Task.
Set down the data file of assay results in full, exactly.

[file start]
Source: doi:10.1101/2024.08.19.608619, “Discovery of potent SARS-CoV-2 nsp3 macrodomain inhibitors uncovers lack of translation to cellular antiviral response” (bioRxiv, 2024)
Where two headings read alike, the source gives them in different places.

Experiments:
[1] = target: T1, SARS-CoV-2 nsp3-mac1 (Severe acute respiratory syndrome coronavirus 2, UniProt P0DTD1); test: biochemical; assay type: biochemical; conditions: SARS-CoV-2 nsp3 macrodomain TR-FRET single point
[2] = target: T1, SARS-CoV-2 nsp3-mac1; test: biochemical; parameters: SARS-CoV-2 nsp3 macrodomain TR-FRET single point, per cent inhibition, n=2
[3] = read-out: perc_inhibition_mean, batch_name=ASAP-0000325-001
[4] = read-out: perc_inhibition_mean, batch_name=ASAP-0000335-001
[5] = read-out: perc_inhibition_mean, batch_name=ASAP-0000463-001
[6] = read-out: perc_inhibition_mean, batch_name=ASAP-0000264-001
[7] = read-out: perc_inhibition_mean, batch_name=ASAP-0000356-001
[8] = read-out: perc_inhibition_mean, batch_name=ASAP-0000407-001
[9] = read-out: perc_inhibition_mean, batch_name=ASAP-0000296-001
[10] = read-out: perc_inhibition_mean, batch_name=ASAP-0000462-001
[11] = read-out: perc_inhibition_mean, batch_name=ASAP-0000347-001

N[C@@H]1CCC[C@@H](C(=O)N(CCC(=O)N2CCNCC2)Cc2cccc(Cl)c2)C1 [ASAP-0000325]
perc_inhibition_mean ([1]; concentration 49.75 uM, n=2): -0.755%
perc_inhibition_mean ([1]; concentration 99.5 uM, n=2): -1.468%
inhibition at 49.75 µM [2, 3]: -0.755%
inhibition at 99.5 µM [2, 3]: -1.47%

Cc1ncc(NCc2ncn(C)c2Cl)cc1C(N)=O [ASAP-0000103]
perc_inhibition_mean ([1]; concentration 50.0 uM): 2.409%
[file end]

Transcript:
Source: doi:10.1101/2024.08.19.608619, “Discovery of potent SARS-CoV-2 nsp3 macrodomain inhibitors uncovers lack of translation to cellular antiviral response” (bioRxiv, 2024)
Where two headings read alike, the source gives them in different places.

Experiments:
[1] = target: T1, SARS-CoV-2 nsp3-mac1 (Severe acute respiratory syndrome coronavirus 2, UniProt P0DTD1); test: biochemical; assay type: biochemical; conditions: SARS-CoV-2 nsp3 macrodomain TR-FRET single point
[2] = target: T1, SARS-CoV-2 nsp3-mac1; test: biochemical; parameters: SARS-CoV-2 nsp3 macrodomain TR-FRET single point, per cent inhibition, n=2
[3] = read-out: perc_inhibition_mean, batch_name=ASAP-0000325-001
[4] = read-out: perc_inhibition_mean, batch_name=ASAP-0000335-001
[5] = read-out: perc_inhibition_mean, batch_name=ASAP-0000463-001
[6] = read-out: perc_inhibition_mean, batch_name=ASAP-0000264-001
[7] = read-out: perc_inhibition_mean, batch_name=ASAP-0000356-001
[8] = read-out: perc_inhibition_mean, batch_name=ASAP-0000407-001
[9] = read-out: perc_inhibition_mean, batch_name=ASAP-0000296-001
[10] = read-out: perc_inhibition_mean, batch_name=ASAP-0000462-001
[11] = read-out: perc_inhibition_mean, batch_name=ASAP-0000347-001

N[C@@H]1CCC[C@@H](C(=O)N(CCC(=O)N2CCNCC2)Cc2cccc(Cl)c2)C1 [ASAP-0000325]
perc_inhibition_mean ([1]; concentration 49.75 uM, n=2): -0.755%
perc_inhibition_mean ([1]; concentration 99.5 uM, n=2): -1.468%
inhibition at 49.75 µM [2, 3]: -0.755%
inhibition at 99.5 µM [2, 3]: -1.47%

Cc1ncc(NCc2ncn(C)c2Cl)cc1C(N)=O [ASAP-0000103]
perc_inhibition_mean ([1]; concentration 50.0 uM): 2.409%